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Discussion Starter · #1 ·
I realize that 400 horsepower underfoot can cause premature wear of the rear tires, but here's an odd scenario.

I'm somewhere around 9,000 miles or so now, and about two weeks ago during an oil change I had my tires rotated for the first time--fronts to back and vice versa.

Today at lunch, I had a co-worker with me who'd always wanted a ride in my car. Dork that I am, I did a tire-squealing launch at one point (just to make her grin) and then performed a lurid, tail-out slide around a corner. Once I got back to work, I got to wondering what I might've done to my rear tires.

So I went out to the parking lot to check, and aside from the fresh black rubber I'd exposed in some spots, I noticed the inner rib on the passenger-side rear tire was fairly smooth. The rest of the tire looked pretty good, with reasonable tread depth. Obviously, this wasn't something I'd just done. It must've gotten that way over time.

Bearing in mind that these tires were just rotated two weeks ago, would you think this weird wear pattern happened when this tire was still up front, or only since its move to the back?
 

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Definitely and alignment issue. Happened when the tires were on the front of the car, not in the back. Have someone go over your front end alignment, well have all 4 wheels aligned. But I'll bet your problem started in the front, not the rear...

Does the car pull to one side on the highway on level ground when you let go of the steering wheel?
 

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What is alignable?

I had my car aligned and the only thing the guy said they could adjust was the toe in the front. I have slight strut rub and my cambers are -0.7/-0.7 up front and -1.1/-1.0 out back.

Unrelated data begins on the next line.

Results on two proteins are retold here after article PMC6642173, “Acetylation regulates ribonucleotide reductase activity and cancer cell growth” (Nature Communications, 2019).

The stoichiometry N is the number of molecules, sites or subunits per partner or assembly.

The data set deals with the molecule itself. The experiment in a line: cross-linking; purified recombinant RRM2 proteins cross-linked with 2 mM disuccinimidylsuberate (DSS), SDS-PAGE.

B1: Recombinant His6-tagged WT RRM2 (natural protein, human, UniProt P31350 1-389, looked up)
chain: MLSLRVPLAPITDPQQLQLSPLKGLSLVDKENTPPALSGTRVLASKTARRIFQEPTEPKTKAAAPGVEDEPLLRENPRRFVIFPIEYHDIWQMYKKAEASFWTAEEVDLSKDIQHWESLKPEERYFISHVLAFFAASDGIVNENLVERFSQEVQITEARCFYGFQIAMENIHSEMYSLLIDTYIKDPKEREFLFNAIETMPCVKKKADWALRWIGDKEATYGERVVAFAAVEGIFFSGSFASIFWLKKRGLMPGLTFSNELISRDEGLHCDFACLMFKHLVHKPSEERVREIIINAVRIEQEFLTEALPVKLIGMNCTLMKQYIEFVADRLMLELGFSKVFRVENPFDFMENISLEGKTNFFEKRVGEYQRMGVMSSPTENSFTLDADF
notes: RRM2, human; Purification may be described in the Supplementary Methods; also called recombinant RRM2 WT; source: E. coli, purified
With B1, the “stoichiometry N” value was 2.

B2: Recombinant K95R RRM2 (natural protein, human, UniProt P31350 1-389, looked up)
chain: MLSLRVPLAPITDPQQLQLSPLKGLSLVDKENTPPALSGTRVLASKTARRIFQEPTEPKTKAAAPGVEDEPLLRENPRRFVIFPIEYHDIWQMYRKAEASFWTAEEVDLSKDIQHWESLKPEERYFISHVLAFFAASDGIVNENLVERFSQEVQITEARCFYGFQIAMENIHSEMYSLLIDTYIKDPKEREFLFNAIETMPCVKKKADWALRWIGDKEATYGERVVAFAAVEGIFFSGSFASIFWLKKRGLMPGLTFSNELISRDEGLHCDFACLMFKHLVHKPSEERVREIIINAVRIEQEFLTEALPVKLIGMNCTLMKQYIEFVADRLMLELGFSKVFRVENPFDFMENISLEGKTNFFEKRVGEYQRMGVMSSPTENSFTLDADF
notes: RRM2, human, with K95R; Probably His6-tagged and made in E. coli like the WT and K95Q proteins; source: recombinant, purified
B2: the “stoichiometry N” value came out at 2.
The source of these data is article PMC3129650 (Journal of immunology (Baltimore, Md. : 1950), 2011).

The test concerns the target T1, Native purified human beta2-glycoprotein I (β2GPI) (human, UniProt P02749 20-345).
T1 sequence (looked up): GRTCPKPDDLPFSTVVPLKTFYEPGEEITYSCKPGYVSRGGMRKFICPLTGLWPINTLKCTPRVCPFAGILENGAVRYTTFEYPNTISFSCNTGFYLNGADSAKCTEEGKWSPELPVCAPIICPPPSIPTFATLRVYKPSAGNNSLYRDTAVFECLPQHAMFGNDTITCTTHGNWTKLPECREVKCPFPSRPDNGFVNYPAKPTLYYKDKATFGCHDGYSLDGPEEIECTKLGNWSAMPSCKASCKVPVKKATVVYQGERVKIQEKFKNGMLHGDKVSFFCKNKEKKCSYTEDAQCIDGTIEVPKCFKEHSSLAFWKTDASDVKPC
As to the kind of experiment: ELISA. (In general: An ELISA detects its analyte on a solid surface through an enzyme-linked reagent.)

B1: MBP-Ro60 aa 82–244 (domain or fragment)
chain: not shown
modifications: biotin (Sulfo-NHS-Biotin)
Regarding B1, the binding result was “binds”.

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Discussion Starter · #5 ·
vette68 said:
Does the car pull to one side on the highway on level ground when you let go of the steering wheel?
As a matter of fact, there is an issue involving the steering wheel--but that gets even weirder. When I had the car in for service two weeks ago, one of the things they did was give me a new wheel. I mentioned in another thread long ago that the leather on my wheel had "etched" (probably from palm sweat--this is Arizona, after all), so I got a new wheel under warranty.

As I've been driving to work the last few days, I've noticed that in order to go dead straight ahead, I have to keep the wheel tipped a bit to the left. Now, that could be normal compensation for the crown of the road (which ordinarily wants to drag you a bit to the right), or maybe it could be that they didn't mount my new steering wheel exactly straight. Don't know. It could even be that I've been "counter-steering" like this for some time, and just never noticed.

I have to go back to the dealer anyway for some unrelated matters, so when I'm there I think I'll point out the worn tire and ask to have the alignment checked. I've noticed that all four wheels on GTOs seem to have a bit of negative camber, tipping in a bit at the top. I can see where that'd cause the inner rib of tread to wear prematurely.
 

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This may be expected wear. Can someone tell me what the stock GTO alignment specs are?

The spec for front camber on the C5 Z06 is -0.7 +/- 0.5, meaning anything between -1.2 and -0.2 is in spec, with nominal being at -0.7. With front camber near -1.0, and some toe out (also normal on the Z06), you have a condition, by design, where the the inner edge of the front tire is taking most of the weight when going straight, and the tires are not pointed straight, thus that inner edge gets dragged along and results in very rapid wear. FYI, I wore my fronts out on my Z06 in 3,000 miles.

So, why is it like this? Because these settings result in better handling. A tire with negative camber will corner better. Some toe out in front will help turn in and reduce mid-corner understeer. Trade-off: lots of tire wear. On a car like the GTO and Vette, GM has erred towards handling.

That said, as you can see from the above tolerances, if you are willign to sacrifice handling for tire wear, there is quite a range of alignment values. Lower the front camber towards zero and your tire wear will go way down. :cheers
 
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